Siblings-400Yesterday it was in the low 80’s here, and today we’re fogged in and COLD! Big temperature changes remind me of how quickly things can shift between siblings. One minute they’re laughing and the next minute they’re bickering. It happens fast.

When situations change quickly it’s hard for parents to do anything but react…unless they have a plan.

Yesterday Parent Educator Shelly MacDonald inspired me to spread a detailed topic over several newsletters, so that's what I'm going to do for a few weeks, discuss a big family topic—arguing. 

During my 30-yr. career I’ve only used one book to guide me on the topic of siblings, Siblings w/o Rivalry, by Adele Faber and Elaine Mazlish. It was published a long time ago, so the book’s conversations are a tiny bit out of date, but the concepts are unparalleled. I have adapted the methods suggested in their book so I can show you how to respond, not react, to sibling fighting. The methods I’m sharing can also be creatively applied to other situations as well.

Today we’ll focus on something that tends to send a parent up the wall, bickering. The tiny, stupid little arguments that can cause a parent to act as judge and jury in order to stop things from getting any worse. What I’m about to advocate will be counterintuitive to you until you try it about 10 times and see that it works.

Two points you need to keep in mind as you read further.

1. Your parental job is to teach, not control your children.

2. Pick your battles.

The Scenario – Breakfast Bickering

Brother: “That’s my bowl, give it to me!”

Sister #1: “It’s not your bowl!”

Sister #2: “That’s my cup!”

Sister #1: “Mom got that cereal for me, it’s mine!”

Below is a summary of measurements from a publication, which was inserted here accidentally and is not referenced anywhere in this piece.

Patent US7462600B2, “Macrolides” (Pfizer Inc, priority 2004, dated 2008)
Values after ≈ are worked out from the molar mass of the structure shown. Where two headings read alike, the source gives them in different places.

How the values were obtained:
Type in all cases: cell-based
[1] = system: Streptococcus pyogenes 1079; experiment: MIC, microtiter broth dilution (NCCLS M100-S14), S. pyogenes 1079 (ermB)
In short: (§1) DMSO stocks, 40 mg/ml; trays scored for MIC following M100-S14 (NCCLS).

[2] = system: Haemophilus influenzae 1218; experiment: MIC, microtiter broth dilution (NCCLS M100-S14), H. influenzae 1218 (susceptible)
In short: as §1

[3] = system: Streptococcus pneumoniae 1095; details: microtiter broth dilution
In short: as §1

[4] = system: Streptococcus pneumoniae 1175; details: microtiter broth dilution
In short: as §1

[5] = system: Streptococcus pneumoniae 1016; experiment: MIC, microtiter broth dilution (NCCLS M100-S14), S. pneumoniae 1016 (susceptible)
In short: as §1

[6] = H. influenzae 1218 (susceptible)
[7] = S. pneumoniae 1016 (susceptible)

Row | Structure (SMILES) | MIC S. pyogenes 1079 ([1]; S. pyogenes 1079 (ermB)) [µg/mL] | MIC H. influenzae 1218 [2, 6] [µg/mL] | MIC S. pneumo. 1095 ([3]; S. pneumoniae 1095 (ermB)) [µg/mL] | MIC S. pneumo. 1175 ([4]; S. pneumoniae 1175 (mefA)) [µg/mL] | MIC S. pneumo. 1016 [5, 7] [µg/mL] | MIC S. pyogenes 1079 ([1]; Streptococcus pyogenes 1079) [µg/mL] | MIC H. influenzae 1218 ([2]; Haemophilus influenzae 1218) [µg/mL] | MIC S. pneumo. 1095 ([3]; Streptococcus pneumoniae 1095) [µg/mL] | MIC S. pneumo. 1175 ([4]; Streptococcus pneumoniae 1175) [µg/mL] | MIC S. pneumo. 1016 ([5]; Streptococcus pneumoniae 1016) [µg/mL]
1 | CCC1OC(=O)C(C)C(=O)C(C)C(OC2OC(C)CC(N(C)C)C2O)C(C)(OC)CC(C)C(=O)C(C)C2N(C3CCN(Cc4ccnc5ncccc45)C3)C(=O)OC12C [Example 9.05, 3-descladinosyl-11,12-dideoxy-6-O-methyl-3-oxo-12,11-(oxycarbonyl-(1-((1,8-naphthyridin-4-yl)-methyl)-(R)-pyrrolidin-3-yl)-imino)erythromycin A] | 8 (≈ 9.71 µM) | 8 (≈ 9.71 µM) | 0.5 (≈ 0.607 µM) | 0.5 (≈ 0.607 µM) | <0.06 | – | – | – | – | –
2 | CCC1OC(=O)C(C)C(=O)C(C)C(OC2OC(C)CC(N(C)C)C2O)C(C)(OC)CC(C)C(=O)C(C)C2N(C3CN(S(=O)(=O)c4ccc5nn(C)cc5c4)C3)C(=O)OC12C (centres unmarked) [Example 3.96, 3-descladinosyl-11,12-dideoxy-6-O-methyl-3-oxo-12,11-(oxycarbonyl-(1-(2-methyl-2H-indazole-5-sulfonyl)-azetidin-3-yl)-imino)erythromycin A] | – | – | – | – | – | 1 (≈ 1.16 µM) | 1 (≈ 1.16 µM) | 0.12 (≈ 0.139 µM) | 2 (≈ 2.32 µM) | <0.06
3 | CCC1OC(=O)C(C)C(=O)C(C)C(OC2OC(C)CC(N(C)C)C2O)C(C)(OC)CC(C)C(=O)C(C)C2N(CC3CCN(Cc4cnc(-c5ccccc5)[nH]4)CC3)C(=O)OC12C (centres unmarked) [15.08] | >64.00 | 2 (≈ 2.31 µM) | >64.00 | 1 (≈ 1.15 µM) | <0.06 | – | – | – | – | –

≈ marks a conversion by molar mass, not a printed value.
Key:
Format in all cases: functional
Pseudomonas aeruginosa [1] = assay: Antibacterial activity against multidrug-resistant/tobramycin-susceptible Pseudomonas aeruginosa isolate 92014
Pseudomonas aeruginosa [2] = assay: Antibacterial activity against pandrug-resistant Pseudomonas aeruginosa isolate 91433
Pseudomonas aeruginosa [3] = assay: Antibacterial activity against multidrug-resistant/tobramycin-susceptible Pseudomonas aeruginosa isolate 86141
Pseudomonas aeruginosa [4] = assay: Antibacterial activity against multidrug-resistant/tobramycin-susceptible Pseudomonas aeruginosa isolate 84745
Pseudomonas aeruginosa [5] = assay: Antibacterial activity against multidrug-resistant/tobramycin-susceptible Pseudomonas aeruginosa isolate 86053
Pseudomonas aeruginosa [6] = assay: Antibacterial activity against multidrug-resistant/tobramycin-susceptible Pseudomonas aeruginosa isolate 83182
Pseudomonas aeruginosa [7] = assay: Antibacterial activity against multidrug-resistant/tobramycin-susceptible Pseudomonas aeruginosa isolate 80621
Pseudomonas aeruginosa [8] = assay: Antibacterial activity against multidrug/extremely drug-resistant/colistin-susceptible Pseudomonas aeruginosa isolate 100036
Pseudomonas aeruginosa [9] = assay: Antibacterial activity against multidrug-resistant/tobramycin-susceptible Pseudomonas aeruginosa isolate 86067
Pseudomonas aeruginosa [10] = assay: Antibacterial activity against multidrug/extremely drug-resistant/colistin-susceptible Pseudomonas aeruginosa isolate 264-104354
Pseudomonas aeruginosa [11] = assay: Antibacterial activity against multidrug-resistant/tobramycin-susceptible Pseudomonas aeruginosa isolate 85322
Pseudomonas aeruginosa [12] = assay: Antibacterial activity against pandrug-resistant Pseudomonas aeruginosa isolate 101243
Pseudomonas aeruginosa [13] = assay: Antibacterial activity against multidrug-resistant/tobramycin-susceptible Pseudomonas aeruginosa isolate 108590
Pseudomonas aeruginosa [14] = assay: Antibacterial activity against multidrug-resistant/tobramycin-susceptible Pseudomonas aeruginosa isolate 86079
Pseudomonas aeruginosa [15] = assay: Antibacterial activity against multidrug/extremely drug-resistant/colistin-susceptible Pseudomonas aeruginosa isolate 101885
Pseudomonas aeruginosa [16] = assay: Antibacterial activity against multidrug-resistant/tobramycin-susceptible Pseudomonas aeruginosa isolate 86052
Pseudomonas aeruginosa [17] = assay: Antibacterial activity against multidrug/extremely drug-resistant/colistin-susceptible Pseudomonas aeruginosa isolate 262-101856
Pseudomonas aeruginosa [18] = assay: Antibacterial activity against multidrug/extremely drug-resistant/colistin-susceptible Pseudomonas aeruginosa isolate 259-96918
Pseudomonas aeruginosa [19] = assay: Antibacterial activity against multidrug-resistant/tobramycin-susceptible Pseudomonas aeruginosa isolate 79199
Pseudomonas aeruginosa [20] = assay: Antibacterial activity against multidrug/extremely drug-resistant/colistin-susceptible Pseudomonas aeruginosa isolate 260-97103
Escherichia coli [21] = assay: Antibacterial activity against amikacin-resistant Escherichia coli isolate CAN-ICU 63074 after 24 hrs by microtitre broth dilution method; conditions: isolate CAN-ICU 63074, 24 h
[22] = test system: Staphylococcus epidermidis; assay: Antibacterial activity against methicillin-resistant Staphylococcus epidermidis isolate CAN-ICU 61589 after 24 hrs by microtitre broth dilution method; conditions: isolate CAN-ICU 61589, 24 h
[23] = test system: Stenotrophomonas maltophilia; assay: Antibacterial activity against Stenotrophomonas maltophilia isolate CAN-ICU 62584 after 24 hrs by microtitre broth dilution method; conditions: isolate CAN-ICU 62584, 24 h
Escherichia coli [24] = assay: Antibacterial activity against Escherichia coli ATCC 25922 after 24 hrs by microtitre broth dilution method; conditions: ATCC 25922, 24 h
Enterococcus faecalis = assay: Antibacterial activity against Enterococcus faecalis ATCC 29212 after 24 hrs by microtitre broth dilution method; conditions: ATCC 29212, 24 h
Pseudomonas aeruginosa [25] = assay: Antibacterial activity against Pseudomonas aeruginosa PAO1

Sister #2: “I can have some; you’re not the boss of me!”

Need I go on?

Every parent’s tendency is to rush in to “Stop it right now!” We either angrily attempt to identify who started it, or lump all the kids together and begin yelling. That’s reacting, and as we all know, things will get worse pretty quickly from there. That’s why I asked you to remember two things, your job is to teach, and pick your battles.

I know every fiber of your body, especially in the morning, wants to shut down the bickering immediately. But, believe it or not, this is a great learning opportunity.

If you rush in and insert yourself into the mix, your silent message teaches the kids that they’ll never need to, or be able to, resolve things without your help. Kids need to learn how to resolve things without your help, because you won’t always be there to help! So what can be done? Here’s a three-step process to try. 

Step One-Reminder only

Do not rush in and hand out a consequence, not yet. But do go in to deliver a reminder. Pretend that you need something and casually say, “There’s no name calling in this house” and walk out. That’s being proactive and reminding them of the rules, aka your job.

Why not try and stop it at this point?

I know bickering is annoying, however, bickering is pretty harmless in the grand scheme of things, remember… pick your battles. Bickering is what kids do to establish pecking order in a family. It’s a child’s form of communication. As long as all that’s going on is bickering, then just deliver the reminder.